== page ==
Overhangs (not yet with roofs) will help provide protection from direct sun.
View of entire school from over Woodland Hills Drive, looking NE.
Looking E from over Woodland Hills Drive.
Looking W from over Cedar Knolls Drive reveals drop off/pickup driveway behind school.

Humble ISD still says the new Kingwood Middle School will open in 2022. This video on the ISD website explains more about the design and amenities of the new school…including the drop-off/pickup driveway shown above that should help reduce traffic congestion on neighboring streets. Classrooms in the new school will be about 200 square feet larger.

Sending an Important Message to Students

A permanent detention pond near the semi-circular drive in front of old Kingwood Middle School will eventually replace the temporary pond in the lower left of the image above. It’s exciting to see the Humble ISD making flood reduction a part of its plans for the future. That sends an important message to students and provides an opportunity for learning.

It was only a little more than a year ago that this site was nothing more than dirt and a dream.

To see the progress of construction, compare the pictures above to those in previous posts.

Posted by Bob Rehak on 2/6/22

1622 Days since Hurricane Harvey

Kingwood Middle School: November Construction Update

Construction of the new Kingwood Middle School appears on schedule for opening with the next school year in 2022. Compared to my October update, no new major milestones have been reached. Everything just looks a little further along.

Kingwood Middle School Construction Sequencing

Construction started on the west and is moving toward the east. As subcontractors finish one phase such as foundations or structural , the next group picks up the baton and works on roofing, exterior walls, windows, etc.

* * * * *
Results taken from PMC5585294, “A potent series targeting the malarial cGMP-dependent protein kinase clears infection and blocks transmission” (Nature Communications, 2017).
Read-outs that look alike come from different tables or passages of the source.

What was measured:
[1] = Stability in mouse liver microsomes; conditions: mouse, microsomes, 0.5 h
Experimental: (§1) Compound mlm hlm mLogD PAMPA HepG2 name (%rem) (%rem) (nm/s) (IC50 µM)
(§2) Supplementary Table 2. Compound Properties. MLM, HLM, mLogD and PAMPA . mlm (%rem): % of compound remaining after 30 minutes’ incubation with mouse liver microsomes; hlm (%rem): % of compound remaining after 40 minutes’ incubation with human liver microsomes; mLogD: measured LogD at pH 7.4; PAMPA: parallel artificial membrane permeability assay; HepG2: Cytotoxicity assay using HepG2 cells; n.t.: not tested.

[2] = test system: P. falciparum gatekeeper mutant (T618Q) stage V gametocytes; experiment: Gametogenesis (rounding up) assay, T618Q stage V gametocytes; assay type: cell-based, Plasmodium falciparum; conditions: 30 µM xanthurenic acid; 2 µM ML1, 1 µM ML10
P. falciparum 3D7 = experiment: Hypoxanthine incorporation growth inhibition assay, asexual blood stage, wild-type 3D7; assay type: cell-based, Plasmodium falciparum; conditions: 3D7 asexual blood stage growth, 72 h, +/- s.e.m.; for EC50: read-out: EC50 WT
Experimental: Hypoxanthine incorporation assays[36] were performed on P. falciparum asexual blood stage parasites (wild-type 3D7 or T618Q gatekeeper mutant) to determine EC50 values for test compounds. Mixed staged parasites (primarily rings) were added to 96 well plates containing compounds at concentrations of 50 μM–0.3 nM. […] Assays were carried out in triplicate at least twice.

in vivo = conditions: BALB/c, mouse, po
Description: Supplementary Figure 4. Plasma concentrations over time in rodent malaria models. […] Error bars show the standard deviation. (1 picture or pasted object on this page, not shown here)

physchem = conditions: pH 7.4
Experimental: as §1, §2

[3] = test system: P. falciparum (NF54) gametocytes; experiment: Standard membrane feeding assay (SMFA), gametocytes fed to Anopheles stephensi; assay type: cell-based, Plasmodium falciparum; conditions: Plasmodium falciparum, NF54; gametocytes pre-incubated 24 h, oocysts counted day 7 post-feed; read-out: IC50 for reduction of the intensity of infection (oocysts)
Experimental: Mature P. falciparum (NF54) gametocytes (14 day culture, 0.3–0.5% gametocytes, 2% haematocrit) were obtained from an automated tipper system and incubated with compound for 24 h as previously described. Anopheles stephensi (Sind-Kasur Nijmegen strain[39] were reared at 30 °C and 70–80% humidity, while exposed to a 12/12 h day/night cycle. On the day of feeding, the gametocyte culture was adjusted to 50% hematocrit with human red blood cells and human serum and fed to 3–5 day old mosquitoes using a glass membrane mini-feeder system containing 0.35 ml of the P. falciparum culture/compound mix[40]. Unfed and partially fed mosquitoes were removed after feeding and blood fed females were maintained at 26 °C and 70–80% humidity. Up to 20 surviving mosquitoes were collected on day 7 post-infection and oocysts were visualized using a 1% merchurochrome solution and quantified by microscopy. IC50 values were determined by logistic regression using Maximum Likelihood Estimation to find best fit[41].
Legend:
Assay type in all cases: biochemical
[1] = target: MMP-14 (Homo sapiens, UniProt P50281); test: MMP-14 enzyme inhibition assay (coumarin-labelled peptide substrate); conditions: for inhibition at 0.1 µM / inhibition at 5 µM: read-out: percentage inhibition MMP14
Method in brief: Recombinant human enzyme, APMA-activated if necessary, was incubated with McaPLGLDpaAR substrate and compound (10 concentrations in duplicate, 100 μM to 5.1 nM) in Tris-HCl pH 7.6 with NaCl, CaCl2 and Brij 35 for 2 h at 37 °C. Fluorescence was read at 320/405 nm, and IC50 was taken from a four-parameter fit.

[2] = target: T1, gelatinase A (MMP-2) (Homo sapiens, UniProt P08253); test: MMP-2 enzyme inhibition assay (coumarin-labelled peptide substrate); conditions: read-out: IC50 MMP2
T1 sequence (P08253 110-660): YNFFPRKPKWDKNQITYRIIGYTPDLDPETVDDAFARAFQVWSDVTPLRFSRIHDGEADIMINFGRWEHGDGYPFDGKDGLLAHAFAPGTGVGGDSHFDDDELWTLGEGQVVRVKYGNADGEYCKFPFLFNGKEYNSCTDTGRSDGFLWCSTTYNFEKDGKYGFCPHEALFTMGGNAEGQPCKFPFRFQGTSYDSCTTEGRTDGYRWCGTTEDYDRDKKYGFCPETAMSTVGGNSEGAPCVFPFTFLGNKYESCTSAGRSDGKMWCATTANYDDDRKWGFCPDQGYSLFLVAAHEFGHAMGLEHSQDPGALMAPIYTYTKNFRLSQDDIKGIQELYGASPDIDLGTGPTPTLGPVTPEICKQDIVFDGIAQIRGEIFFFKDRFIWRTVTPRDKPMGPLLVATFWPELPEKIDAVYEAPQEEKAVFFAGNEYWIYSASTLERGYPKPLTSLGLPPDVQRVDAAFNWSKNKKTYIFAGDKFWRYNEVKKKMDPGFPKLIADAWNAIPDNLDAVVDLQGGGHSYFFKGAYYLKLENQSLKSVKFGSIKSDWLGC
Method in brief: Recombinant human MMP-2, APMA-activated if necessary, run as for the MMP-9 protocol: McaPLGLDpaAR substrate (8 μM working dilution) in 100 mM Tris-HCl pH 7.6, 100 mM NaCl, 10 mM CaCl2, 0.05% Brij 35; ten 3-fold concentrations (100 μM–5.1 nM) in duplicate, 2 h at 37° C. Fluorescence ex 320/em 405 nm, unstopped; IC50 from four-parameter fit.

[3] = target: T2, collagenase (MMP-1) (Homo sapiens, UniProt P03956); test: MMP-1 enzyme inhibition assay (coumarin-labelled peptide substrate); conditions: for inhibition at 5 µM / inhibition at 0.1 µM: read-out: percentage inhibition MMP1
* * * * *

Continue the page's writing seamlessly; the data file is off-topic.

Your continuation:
The most visible change between October and November: progress on exterior walls and roofing.

I took all the pictures below on Saturday, November 6, 2021.

Looking W. Judging from the amount of erosion around the banks, the temporary detention pond appears to be getting a lot of use. This pond will be replaced with a larger permanent one after the old school is demolished to make room for it.
Insulation, vapor barriers, brick and glass now surround more than half the site now. Roofing on the westernmost section looks complete. But many roofing materials remain stacked on other sections.
Looking south with the old school visible in the top of the frame.
Masons have completed the brickwork on large portions of the westernmost section. Shot taken from over Woodland Hills, looking east.
Portions of the exterior at the west end still need work, but it’s more done than not.
A view from the SE looking NW clearly shows the degree of finish evident in the left, middle and right sections.
Low level shot shows middle section on left.

Next Steps for KMS

Next steps will be to dry-in the structure by completing the exterior walls, windows and roofs. The other trades will then start working on interior walls, electrical, wallboard, paint and flooring – all the things that could be destroyed by blowing rain.